Insomnia and pain seem to go hand in hand. An Internet survey of more than 2,500 people with fibromyalgia found that insomnia was one of the main factors exacerbating their pain. This finding can be translated to other people. Whereby this group of fibromyalgia patients serve as a kind of warning signal for increased sensitivity after poor sleep. It seems that if insomnia causes pain, people with symptoms such as fibromyalgia are even more likely to experience it than others.
Another study found that as many as 53% of those with chronic low back pain also had trouble sleeping, compared with only 3% of those without pain symptoms. While some might think that low back pain is the cause of insomnia, research and patient experiences suggest the opposite: insomnia can often precede pain symptoms.
Insomnia is probably bad for our overall health because it causes various inflammatory responses. And unfortunately, it makes these inflammatory reactions in turn make it more difficult to sleep. This phenomenon is a well-known dilemma for individuals suffering from chronic insomnia: a night of insufficient rest does not guarantee an improved sleep experience the following night.
It is clear that insomnia and pain form a vicious cycle in which both factors can exacerbate the other. The importance of treating sleep problems as a possible way to reduce pain symptoms is becoming increasingly clear. It is a challenge that concerns not only individuals but also society as a whole, given the major impact of these problems on the health and well-being of a very large group of people.
Back to low back pain
Poor sleep is strongly associated with more pain, limitations and gloom, especially in the morning(good coffee works wonders I guess). Poor sleep often results in a difficult day, but the reverse is not true: bad days did not necessarily lead to bad nights. These findings highlight the importance of addressing sleep problems in the treatment of chronic low back pain, in addition to pain management and strategies on how to cope with back pain. This means that treatments that improve sleep quality and address psychological factors related to pain, such as how you experience and cope with pain, are crucial to managing chronic low back pain. It underscores the importance of a comprehensive approach that addresses both physical and mental aspects to effectively and permanently reduce pain.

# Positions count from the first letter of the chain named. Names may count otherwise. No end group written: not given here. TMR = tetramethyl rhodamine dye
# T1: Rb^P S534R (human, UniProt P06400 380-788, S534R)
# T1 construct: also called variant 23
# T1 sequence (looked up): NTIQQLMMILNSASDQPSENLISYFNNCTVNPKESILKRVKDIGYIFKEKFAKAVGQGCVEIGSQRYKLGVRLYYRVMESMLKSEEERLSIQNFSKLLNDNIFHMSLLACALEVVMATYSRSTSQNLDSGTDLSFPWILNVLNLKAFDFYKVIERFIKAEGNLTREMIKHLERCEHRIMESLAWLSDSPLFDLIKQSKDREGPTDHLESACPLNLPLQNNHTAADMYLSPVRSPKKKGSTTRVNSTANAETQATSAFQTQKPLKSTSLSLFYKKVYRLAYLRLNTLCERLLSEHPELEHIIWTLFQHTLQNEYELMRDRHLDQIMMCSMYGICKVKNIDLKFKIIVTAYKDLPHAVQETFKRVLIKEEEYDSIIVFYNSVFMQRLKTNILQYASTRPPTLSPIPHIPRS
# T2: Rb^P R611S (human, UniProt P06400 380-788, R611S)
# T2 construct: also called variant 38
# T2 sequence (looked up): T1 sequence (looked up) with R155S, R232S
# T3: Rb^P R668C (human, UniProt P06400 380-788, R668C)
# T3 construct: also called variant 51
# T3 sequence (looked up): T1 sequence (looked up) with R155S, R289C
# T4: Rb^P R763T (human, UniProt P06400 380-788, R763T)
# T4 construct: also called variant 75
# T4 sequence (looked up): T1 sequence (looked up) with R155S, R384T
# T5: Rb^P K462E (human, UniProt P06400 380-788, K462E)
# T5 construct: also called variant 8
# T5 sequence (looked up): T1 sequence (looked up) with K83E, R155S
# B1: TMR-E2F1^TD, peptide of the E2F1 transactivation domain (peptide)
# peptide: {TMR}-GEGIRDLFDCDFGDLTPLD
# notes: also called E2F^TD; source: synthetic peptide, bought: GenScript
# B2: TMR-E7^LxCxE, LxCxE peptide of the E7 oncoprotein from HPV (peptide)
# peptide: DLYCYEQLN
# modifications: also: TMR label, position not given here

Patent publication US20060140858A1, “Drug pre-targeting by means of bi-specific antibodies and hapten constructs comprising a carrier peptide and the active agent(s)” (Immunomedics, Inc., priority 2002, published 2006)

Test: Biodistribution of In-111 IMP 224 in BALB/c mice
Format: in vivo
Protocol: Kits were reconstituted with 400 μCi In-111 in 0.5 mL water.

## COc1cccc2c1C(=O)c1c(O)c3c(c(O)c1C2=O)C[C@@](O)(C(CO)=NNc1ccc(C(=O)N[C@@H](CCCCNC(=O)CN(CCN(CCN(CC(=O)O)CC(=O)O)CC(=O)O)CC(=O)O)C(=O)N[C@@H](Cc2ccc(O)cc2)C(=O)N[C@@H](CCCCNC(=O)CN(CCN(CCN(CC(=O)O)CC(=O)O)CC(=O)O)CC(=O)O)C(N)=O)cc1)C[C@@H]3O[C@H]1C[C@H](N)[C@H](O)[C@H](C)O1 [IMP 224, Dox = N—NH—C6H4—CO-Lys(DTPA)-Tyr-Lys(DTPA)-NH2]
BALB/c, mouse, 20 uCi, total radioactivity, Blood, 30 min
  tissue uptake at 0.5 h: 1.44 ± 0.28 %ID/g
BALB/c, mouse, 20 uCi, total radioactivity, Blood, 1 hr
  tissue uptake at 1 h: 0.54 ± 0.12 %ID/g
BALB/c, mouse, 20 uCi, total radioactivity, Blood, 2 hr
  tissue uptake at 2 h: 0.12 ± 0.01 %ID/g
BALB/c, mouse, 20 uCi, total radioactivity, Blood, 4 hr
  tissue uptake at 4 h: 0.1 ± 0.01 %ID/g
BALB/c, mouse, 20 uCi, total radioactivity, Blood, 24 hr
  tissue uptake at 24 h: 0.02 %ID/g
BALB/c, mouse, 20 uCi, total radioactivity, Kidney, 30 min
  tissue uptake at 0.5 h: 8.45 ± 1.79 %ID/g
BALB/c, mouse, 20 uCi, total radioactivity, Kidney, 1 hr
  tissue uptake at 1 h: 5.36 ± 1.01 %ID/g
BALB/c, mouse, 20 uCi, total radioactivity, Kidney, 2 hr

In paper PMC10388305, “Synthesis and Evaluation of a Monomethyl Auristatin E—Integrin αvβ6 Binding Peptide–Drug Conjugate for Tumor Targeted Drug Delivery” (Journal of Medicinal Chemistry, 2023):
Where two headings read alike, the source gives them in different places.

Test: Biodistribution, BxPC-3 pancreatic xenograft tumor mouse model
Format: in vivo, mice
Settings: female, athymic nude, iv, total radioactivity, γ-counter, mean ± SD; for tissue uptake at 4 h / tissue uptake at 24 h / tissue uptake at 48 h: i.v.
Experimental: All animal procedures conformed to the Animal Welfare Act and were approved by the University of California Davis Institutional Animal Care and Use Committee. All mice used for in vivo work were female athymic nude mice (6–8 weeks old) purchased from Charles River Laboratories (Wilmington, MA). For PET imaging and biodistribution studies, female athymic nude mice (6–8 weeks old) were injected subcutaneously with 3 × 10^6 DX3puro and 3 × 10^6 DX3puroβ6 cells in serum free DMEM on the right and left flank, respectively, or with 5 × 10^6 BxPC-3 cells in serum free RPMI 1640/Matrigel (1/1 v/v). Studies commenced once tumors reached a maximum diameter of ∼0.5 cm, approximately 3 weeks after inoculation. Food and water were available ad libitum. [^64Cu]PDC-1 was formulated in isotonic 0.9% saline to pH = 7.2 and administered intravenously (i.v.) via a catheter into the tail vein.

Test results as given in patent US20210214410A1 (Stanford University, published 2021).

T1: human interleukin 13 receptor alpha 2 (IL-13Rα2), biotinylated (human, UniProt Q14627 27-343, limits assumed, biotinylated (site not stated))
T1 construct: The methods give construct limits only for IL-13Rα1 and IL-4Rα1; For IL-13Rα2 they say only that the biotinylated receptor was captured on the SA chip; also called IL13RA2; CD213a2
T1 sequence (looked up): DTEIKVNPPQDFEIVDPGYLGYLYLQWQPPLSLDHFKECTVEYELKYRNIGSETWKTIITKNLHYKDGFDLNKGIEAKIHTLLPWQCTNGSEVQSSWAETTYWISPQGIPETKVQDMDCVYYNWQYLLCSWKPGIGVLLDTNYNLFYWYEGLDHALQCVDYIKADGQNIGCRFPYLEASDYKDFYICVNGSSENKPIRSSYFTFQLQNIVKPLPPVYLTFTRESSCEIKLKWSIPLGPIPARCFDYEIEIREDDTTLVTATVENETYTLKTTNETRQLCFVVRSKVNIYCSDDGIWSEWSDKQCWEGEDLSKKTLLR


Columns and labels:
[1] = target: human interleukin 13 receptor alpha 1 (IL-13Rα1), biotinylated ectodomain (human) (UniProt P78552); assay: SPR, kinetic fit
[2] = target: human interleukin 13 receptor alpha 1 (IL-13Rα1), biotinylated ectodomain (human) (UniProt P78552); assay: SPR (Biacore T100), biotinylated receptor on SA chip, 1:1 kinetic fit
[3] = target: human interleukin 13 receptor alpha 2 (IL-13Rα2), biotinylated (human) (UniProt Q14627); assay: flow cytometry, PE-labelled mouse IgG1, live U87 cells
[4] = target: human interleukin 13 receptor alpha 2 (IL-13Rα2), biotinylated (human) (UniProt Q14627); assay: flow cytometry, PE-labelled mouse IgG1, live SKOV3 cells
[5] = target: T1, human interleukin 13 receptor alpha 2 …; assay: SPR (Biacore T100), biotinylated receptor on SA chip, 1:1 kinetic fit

In our modern society, where sleep deprivation is almost considered normal, the extent to which sleep deprivation and pain symptoms are linked is becoming increasingly apparent. Sleep deprivation is not only a personal inconvenience, but also a public health problem that involves a wide range of mental and physical complaints.
Moreover, sleep deprivation intensifies the experience of pain, while actually reducing the ability to regulate pain. This vicious cycle of insomnia and pain can have a major impact on daily life and well-being. Studies show that treatment of sleep problems is essential in reducing pain symptoms, especially in conditions such as fibromyalgia and chronic low back pain. The importance of an approach, which addresses both sleep problems and psychological factors, is increasingly recognized as crucial to the effective long-term management of chronic pain.
Bennett RM, Jones J, Turk DC, Russell IJ, Matallana L. An internet survey of 2,596 people with fibromyalgia. BMC Musculoskeletal Disord. 2007;8:27.
Tang NKY, Wright KJ, Salkovskis PM. Prevalence and correlates of clinical insomnia co-occurring with chronic back pain. J Sleep Res. 2007;16(1):85-95.
Owner Physio Vital
Physical therapist, MSC. Manuel therapy
With a solid foundation in scientific knowledge, Ruben combines the latest insights with his practical experience to ensure the best results. As owner of Physio Fitaal, Ruben has created a patient-centered environment that works with innovative techniques and a data-driven approach. Whether you are an elite athlete looking to return to the field or someone recovering from knee surgery, Ruben will guide you to a full recovery, with attention to your individual needs and goals.